Three Practices to Help Reframe the Heart of a Disciplemaker

When asked, there are many reasons church leaders give for lack of effectiveness in making disciples. Here are a few common responses:

“We have uncommitted volunteers”

“We reach many distracted families”

“We suffer from ineffective curriculum”

“We find ourselves with unavailable leadership”

“We are experiencing diminishing giving”

“We need to get beyond our under-performing staff”

“We are stuck through over-complex processes”

While the above may be resonant, they are likely not the actual reason your church continues to struggle to make disciples. From observation of hundreds of churches over the past few years, disciples are not made for one singular, and strikingly simple, reason:  actual, biblical discipleship takes much more time than expected and produces very little immediate return on investment.

Herein lies the problem. Rather than thinking long-term process, and setting expectations five to ten years down the road, we lead through short-term programming. We lead by constantly changing the discipleship curriculum, schedule or structure every few months. We lead with the expectation that discipleship requires only a season, rather than years of nurture and growth.

The approach and practice of making disciples is more like running a tree farm than tending a backyard vegetable garden.

Vegetable gardens, while taking some time – maybe a few summer growing months – yield a rather immediate harvest and tangible results. Within weeks, seeds germinate, vines grow and blooms emerge. Soon after, windowsills and countertops are overflowing with vegetables and fruit, ready for eating, canning and freezing.  And as the cool mornings of fall consistently make their annual appearance, plants are removed, soil is turned and beds are prepared for a new, fresh season of production.

Tree farming requires a completely different process and outlook. Saplings take root – not with an expectation of months-long nurturing – but years of grooming, tending and shaping. The average 8-foot Christmas Tree takes seven to twelve years to mature and be ready to stand proudly as the centerpiece of holiday celebrations. Running a tree farm requires a commitment to think long-term and necessitates a patient discipline for measuring results in observable quality, through the health of the plant, rather than numeric quantity.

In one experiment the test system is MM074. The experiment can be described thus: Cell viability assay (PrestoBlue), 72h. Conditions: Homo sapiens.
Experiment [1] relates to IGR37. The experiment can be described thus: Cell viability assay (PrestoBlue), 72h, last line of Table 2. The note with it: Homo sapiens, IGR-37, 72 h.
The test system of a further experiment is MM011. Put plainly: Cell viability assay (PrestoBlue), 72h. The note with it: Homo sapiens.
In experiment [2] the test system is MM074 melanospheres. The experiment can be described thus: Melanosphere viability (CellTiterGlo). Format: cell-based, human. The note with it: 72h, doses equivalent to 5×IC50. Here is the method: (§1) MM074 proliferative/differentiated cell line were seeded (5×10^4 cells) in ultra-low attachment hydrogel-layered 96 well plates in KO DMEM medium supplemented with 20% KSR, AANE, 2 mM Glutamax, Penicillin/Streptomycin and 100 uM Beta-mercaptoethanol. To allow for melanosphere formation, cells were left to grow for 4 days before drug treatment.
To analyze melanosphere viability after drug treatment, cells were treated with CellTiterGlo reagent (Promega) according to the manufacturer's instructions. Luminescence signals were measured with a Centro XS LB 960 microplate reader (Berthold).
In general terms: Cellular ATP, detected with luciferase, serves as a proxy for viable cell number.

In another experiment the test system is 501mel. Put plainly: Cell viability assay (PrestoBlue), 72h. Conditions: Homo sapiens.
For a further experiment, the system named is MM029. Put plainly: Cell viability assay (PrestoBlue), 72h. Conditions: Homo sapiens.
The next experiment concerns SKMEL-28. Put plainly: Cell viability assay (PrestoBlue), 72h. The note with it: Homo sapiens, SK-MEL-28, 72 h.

When we treat discipleship as a seasonal activity, expecting immediate results we produce undernourished and unprepared followers of Christ. We then blame volunteers, travel baseball, or ineffective systems for our own misunderstanding of the nature of discipleship.

Here are three practices for 2017 to help reframe the heart of the disciplemaker through the mind of a tree-farmer.

  1. Mark time in seasons of a life, not seasons of the year… because discipleship takes more than two or three semesters of study. What would we develop in a young married husband if we pictured a healthy tenth anniversary? How would an incoming sixth grade girl be biblically prepared for the upcoming challenges of high school? What are the spiritual habits of a senior adult that develop a next generation of Christ-likeness?
  2.  Measure health of each individual, not the number of individuals who appear healthy… because not all growth is spiritual growth. What are the marks of a growing disciple in your context? What are the daily habits and practices of growing followers that produce and reproduce dependence on Christ? What small indicators can be identified that build to big steps of growth